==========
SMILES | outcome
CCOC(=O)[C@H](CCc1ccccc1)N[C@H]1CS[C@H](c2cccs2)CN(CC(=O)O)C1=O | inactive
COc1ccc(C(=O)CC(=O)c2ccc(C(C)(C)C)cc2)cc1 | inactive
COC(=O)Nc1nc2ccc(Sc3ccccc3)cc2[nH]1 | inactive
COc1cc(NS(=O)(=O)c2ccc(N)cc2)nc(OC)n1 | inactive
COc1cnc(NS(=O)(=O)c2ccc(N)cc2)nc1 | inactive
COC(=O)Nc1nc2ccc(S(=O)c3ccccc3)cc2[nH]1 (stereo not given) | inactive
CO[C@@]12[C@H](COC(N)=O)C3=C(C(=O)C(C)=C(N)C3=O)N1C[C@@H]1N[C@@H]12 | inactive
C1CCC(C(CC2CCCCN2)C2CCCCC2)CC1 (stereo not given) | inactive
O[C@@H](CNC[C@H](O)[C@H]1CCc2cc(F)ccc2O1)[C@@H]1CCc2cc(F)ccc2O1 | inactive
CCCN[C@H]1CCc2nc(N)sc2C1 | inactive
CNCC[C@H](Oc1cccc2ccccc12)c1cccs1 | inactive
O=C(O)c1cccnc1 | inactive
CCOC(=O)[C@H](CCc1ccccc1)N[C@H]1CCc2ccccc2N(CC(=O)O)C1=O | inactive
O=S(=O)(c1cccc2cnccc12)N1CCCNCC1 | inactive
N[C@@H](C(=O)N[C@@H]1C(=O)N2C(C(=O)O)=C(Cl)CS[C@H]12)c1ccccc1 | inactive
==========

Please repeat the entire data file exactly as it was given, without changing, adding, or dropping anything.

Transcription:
SMILES | outcome
CCOC(=O)[C@H](CCc1ccccc1)N[C@H]1CS[C@H](c2cccs2)CN(CC(=O)O)C1=O | inactive
COc1ccc(C(=O)CC(=O)c2ccc(C(C)(C)C)cc2)cc1 | inactive
COC(=O)Nc1nc2ccc(Sc3ccccc3)cc2[nH]1 | inactive
COc1cc(NS(=O)(=O)c2ccc(N)cc2)nc(OC)n1 | inactive
COc1cnc(NS(=O)(=O)c2ccc(N)cc2)nc1 | inactive
COC(=O)Nc1nc2ccc(S(=O)c3ccccc3)cc2[nH]1 (stereo not given) | inactive
CO[C@@]12[C@H](COC(N)=O)C3=C(C(=O)C(C)=C(N)C3=O)N1C[C@@H]1N[C@@H]12 | inactive
C1CCC(C(CC2CCCCN2)C2CCCCC2)CC1 (stereo not given) | inactive
O[C@@H](CNC[C@H](O)[C@H]1CCc2cc(F)ccc2O1)[C@@H]1CCc2cc(F)ccc2O1 | inactive
CCCN[C@H]1CCc2nc(N)sc2C1 | inactive
CNCC[C@H](Oc1cccc2ccccc12)c1cccs1 | inactive
O=C(O)c1cccnc1 | inactive
CCOC(=O)[C@H](CCc1ccccc1)N[C@H]1CCc2ccccc2N(CC(=O)O)C1=O | inactive
O=S(=O)(c1cccc2cnccc12)N1CCCNCC1 | inactive
N[C@@H](C(=O)N[C@@H]1C(=O)N2C(C(=O)O)=C(Cl)CS[C@H]12)c1ccccc1 | inactive